Inequality: according to ECLAC (2017), in Chile 50% of the lowest-income households had 2.1% of the country’s net wealth, 10% concentrated 66.5% of the total, and the wealthiest 1% concentrated 26.5% of the wealth. The Organisation for Economic Co-operation and Development (OECD) report, A Broken Elevator? How to promote social mobility (2018) states roughly that as income inequality increased since the 1990s, social mobility stagnated; this means that fewer people at the bottom of the social ladder have been able to move up the ladder while the richest have maintained their large fortunes. Then, given current levels of inequality and intergenerational income mobility, it would take on average at least five generations for a child from a poor family to reach the median income level in OECD countries. The report also finds that in nations with high social mobility and low inequality, it would take three to four generations for those born into low-income families to approach the median income of the society. Meanwhile, those born in states with low social mobility and high inequality could take up to eleven generations. In the particular case of Chile, upward social mobility takes on average a whopping six generations, or approximately 180 years.

Bank profits: In the first four months of this year 2021, the largest banks accumulated profits of $6,239 million per day. In total, the four institutions made more than $748 billion in this period. Banco BCI, for example, increased its profits by 58.3%. The Saieh group’s ITAÚ bank earned $109,505 million in the four-month period. The Yarur group’s BCI, $189,218 million. Banco de Chile, of the Luksic group, $212,584 million. Banco Santander, of the Santander group (Spain), $237,461 million (Diario Financiero).

Education: according to economist Andrea Repetto (2012), in Chile, the surname has a significant predictive power on income. Social stratification is persistent. In other words, there is some social mobility, but with a ceiling. The study Inequality, segregation and educational outcomes (2014) by the Centro de Estudios Públicos (CEP) cross-checked data on average earnings and Simce scores according to the proximity of a family’s residence to a metro station, finding strong correlations between place of residence, socio-economic group and educational outcomes. The 2017 SIMCE results reflect that we have not managed to narrow socio-economic gaps significantly. In Language the difference is between 50 and 60 points at all levels of education, while in Mathematics the gap starts at 60 points in 4th grade and increases to 105 points in 2nd grade”. Then, the difference between students from high and low socio-economic sectors is two years.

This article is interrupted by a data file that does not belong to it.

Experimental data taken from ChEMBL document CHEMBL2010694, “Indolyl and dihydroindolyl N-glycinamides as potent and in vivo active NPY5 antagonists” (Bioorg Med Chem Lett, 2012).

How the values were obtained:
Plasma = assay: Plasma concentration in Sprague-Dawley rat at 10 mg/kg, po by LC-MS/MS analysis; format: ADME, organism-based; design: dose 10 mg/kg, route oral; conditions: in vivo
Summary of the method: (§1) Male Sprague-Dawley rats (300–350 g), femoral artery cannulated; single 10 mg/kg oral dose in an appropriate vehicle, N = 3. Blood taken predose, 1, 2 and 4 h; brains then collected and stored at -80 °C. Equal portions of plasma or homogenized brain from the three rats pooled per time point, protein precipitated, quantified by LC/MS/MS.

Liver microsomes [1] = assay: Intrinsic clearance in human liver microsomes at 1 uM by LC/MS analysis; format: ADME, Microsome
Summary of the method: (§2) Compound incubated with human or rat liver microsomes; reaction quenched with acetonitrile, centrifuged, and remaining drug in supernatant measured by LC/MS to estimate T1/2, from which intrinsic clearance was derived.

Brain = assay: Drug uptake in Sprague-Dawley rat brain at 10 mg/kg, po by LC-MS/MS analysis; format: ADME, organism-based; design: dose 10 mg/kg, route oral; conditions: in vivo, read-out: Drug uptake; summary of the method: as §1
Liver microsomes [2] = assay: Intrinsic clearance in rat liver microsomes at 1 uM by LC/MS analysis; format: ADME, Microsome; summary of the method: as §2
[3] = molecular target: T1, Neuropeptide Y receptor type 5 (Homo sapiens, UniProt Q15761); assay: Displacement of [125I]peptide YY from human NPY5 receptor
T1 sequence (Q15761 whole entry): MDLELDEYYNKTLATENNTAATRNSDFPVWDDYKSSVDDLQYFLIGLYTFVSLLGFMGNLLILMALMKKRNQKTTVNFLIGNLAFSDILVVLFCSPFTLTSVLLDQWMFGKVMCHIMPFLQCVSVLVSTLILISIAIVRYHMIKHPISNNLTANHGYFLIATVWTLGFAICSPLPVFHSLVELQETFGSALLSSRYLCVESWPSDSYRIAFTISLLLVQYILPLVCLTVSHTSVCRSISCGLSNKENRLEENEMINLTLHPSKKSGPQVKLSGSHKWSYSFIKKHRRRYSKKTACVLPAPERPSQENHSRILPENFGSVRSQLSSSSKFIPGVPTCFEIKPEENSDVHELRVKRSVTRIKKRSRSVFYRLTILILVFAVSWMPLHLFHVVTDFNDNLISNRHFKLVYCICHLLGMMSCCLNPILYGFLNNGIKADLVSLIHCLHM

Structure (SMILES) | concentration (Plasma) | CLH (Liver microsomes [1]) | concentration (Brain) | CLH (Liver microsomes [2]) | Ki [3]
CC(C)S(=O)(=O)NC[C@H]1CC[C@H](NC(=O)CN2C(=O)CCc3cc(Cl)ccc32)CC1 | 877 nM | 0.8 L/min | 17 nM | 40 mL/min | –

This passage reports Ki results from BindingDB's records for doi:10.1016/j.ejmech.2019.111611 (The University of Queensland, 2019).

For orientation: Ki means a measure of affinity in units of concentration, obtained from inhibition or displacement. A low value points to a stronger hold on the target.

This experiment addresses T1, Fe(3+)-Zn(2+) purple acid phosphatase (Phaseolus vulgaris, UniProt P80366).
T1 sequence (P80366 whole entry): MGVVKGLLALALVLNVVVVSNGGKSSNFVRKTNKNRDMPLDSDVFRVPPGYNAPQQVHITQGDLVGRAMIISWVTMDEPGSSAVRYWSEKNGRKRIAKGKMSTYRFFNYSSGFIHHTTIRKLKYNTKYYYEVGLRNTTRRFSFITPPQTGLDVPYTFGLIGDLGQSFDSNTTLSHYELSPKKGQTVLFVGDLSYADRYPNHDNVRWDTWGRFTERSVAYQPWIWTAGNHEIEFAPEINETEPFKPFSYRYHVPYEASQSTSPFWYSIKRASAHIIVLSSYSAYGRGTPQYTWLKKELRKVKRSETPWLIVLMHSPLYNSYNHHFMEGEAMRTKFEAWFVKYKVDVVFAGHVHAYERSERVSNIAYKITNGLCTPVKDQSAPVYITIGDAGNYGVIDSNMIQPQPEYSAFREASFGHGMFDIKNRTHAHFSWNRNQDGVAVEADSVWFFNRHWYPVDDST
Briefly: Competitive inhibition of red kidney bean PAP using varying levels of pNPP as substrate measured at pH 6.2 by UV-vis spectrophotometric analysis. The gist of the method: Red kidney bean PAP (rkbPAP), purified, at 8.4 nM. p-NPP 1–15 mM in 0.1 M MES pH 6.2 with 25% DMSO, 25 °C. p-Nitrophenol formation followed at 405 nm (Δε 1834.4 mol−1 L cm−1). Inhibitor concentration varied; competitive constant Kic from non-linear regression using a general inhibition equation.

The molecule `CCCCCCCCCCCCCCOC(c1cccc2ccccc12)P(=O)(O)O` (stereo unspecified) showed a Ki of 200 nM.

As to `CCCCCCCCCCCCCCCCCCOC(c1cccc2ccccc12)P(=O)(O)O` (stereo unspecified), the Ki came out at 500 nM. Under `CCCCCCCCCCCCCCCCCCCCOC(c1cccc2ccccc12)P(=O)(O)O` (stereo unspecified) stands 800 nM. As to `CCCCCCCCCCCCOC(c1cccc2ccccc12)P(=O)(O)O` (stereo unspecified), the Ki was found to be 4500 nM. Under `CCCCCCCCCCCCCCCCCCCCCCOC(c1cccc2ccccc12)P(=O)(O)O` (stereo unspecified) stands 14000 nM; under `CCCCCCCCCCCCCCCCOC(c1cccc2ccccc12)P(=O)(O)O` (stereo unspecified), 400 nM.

Medicine: Chile has a serious shortage of doctors and nurses, hospital beds and generic medicines, as revealed by OECD data: compared to OECD member countries, Chile has a lower number of doctors (1.7 x 1,000 inhabitants) than the average of other countries. ) than the average of the other countries (3.2 x 1,000 inhabitants), fewer nurses (4.2 x 1,000 inhabitants versus 8.8 x 1,000) and fewer hospital beds (2.1 x 1,000 inhabitants versus 4.8 x 1,000), and the percentage of generic drugs on the market is 30 per cent in Chile and 75 per cent in OECD countries. Less than 50 per cent of doctors work in the public sector and a majority work in the private sector, attracted by more comfortable working conditions and higher incomes. Dental care coverage is limited: the WHO recommends 1 dentist per 2,000 inhabitants; Chile is estimated to have about 18,000 dentists, 1 x 958 inhabitants; of these, only about 4,000 work in the public health sector. Out-of-pocket spending on health is high in Chile: 4.6 per cent, while the average for OECD countries is 2.86 per cent, which, in terms of social equity, reveals one of the system’s most serious shortcomings.

General social humiliation: According to the OECD’s How’sLife (2020) report, 53 per cent of the Chilean population is at risk of poverty if they had to give up three months of their income, the fifth country in the bloc with the highest percentage and far from the 36 per cent average for the whole group. According to the NGO Techo, between 2011 and 2019 the number of camps in Chile increased by 22%, reaching 47,000 households and, after the social crisis, the number would be approaching – in the first analyses – 52,000 families or more and it is most likely that in the post-Covid-19 context this will probably shoot up to 100,000 households. Doctors always ask people to wash their hands several times a day to prevent the spread of coronavirus but, according to the 2017 census data, there are 383,204 households without drinking water. 56% of dwellings in the Metropolitan Region are smaller than 70 m2; the 3 communes with the smallest housing area are: María Pinto with 47.8 m2, San Pedro with 48.37 m2 and La Pintana 48.48 m2. In the affluent sectors, the average size of the dwellings is: Lo Barnechea, 169.1 m2; Vitacura, 154.5 m2 and Las Condes 116.6 m2. (These last figures have come to public light as a result of the isolations and quarantines that must be carried out by Covid-19).